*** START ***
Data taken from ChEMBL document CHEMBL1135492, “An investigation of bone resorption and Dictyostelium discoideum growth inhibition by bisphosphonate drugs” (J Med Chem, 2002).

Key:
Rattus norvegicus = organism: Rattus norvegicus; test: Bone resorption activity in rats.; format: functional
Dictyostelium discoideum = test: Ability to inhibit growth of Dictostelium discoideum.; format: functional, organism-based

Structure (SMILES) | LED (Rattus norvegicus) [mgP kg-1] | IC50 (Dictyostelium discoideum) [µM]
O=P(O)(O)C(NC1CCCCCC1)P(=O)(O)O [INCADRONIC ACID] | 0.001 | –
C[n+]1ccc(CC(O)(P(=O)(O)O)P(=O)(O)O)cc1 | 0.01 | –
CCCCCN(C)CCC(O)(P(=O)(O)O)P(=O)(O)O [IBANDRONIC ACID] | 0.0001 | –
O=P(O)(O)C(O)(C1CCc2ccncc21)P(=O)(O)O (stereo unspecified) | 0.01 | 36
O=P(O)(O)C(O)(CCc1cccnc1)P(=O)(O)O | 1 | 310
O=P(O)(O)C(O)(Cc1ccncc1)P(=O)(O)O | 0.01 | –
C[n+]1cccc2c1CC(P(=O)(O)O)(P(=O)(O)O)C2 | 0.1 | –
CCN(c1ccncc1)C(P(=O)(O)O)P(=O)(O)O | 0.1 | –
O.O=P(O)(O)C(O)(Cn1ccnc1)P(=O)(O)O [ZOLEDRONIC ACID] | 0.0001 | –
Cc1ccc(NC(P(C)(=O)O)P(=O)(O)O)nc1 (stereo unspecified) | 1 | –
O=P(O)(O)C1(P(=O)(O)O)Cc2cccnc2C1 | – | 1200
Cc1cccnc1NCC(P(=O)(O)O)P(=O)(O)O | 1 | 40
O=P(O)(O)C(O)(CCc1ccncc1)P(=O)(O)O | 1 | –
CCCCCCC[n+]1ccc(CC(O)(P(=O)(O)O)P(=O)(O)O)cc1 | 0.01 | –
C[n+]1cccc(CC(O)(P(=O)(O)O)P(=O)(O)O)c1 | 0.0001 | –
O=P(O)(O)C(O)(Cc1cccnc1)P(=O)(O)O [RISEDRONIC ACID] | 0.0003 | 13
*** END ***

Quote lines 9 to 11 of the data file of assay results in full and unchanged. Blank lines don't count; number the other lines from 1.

O=P(O)(O)C(O)(C1CCc2ccncc21)P(=O)(O)O (stereo unspecified) | 0.01 | 36
O=P(O)(O)C(O)(CCc1cccnc1)P(=O)(O)O | 1 | 310
O=P(O)(O)C(O)(Cc1ccncc1)P(=O)(O)O | 0.01 | –